Don't miss

Replay


LATEST SHOWS

ENCORE!

The Little Prince on the big screen

Read more

EYE ON AFRICA

At least 3 dead in grenade attack in Bujumbura

Read more

MEDIAWATCH

Inequality, sexism and the movie industry

Read more

ENCORE!

Sienna Miller on motherhood, her new movies and Cannes glamour

Read more

THE WORLD THIS WEEK

After the Fall of Ramadi, Palmyra: Did the West Underestimate the Jihadists?

Read more

THE WORLD THIS WEEK

Migrants and Immigrants: A Global Crisis

Read more

FRANCE IN FOCUS

Behind the scenes of French gastronomy

Read more

EYE ON AFRICA

Protests continue in Burundi as calls mount for election delay

Read more

EYE ON AFRICA

Burundi: Nkurunziza delays parliamentary polls as clashes continue

Read more

Haj pilgrimage to Mecca begins, Palestinians delayed

Video by Katherine SPENCER

Latest update : 2008-12-07

Saudi Arabia said it was prepared to receive Palestinian pilgrims who arrived late at the holy city of Mecca because of difficulties in securing visas to leave the Gaza Strip. The yearly Haj pilgrimage begins this week.

REUTERS - Saudi Arabia is prepared to receive Palestinian pilgrims who arrive late for the haj pilgrimage which starts this week, an official said.

 

Palestinian pilgrims bound for the holy city of Mecca were prevented from leaving the Gaza Strip via Egypt on Saturday. The enclave's Hamas Islamist rulers and the rival Fatah leadership in the West Bank blamed each other for the hold-up.

 

"We hope Palestinian pilgrims will be able to carry out this Islamic duty and this is up to the Palestinian authorities," Interior Minister Prince Nayef said late on Wednesday after inspecting sites near Mecca in comments carried in state media.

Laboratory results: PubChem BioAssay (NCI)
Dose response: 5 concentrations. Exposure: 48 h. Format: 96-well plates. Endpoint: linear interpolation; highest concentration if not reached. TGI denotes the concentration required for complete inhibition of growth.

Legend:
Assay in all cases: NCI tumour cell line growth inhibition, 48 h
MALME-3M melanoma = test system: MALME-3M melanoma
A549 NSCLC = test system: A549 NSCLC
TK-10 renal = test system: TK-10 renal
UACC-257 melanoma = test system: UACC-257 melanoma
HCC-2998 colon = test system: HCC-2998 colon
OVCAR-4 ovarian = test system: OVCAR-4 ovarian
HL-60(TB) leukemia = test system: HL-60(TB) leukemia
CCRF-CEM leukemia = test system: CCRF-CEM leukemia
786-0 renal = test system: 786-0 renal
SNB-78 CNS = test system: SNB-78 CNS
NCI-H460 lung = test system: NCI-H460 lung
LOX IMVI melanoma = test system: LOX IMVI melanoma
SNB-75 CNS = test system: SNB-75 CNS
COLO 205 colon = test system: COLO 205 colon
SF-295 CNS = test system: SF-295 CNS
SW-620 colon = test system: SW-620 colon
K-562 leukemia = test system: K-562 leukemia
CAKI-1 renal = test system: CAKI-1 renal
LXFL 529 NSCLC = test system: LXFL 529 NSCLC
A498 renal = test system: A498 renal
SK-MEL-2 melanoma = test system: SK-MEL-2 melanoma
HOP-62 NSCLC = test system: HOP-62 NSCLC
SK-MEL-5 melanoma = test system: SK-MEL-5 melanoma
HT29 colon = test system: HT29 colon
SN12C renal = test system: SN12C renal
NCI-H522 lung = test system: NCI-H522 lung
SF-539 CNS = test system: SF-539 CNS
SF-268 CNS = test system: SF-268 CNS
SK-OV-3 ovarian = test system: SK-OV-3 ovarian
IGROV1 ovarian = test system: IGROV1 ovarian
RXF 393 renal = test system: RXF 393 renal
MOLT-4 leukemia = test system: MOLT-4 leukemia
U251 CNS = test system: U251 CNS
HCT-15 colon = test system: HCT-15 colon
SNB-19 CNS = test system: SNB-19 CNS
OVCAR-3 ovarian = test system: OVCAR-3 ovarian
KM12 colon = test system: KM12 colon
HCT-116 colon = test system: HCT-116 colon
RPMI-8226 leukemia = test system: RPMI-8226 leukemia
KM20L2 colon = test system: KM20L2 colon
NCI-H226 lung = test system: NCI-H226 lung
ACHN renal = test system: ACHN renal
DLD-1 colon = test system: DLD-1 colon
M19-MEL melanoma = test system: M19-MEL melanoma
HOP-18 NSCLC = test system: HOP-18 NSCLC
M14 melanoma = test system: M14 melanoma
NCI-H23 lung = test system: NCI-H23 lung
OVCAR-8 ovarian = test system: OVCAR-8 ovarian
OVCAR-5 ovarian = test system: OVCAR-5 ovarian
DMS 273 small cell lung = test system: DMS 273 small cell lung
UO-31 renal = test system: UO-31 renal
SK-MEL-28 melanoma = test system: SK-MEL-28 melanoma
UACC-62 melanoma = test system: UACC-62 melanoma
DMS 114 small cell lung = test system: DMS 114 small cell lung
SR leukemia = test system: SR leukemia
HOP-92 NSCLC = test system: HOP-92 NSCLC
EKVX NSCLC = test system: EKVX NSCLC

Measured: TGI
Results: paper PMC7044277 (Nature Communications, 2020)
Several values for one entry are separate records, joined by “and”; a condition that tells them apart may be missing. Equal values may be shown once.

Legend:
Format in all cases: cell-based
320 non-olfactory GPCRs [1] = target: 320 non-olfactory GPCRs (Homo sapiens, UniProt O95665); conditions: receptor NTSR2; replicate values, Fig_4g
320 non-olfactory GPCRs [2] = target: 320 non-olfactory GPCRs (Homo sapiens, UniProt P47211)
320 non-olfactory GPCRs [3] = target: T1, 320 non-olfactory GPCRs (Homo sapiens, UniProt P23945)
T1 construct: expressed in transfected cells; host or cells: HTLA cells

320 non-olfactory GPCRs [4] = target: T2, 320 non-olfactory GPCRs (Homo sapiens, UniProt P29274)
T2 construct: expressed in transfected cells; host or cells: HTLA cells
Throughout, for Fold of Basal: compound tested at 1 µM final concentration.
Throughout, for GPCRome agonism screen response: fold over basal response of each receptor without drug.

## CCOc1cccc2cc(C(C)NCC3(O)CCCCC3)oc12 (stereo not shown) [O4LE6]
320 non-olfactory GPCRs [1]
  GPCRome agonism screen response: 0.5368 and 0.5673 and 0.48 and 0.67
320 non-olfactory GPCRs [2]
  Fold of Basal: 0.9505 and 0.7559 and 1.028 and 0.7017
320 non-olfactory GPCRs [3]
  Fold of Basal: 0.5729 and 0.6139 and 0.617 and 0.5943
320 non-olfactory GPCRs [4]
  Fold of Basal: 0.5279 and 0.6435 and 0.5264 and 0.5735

"We welcome them at any time. Even if they don't arrive until the eighth day, we will receive them," he said referring to Saturday, the eighth day of the Islamic month and when pilgrims begin to move from Mecca to the plain of Arafat.

 

Saudi Arabia has said it granted visas to Palestinians who registered for the haj through the Palestinian Authority, controlled by President Mahmoud Abbas's Fatah faction.

 

Some 3,000 Gazans tried to arrange visas through Hamas, which seized control of the enclave last year.

 

Hamas is appealing to Saudi Arabia to give them visas and some leaders say they will prevent anyone leaving Gaza for the pilgrimage unless it does so.

 

"It does not concern us if they are Hamas or any other group. We look at Palestinian pilgrims as Muslim, no matter what their political affiliations are, we welcome the pilgrims," the prince said.

 

He said King Abdullah had granted Palestinians extra visas but it was not clear how many or whether this came in response to the problems in Gaza.

 

Both Saudi Arabia and Egypt have worked to promote an accord between the Palestinians to end a schism that has hamstrung Abbas's efforts to secure a peace settlement with Israel.

 

Around 2 million pilgrims are expected to have arrived in the kingdom by Saturday for the haj, a duty for every able-bodied Muslim at least once in their lifetime.

Date created : 2008-12-05

COMMENT(S)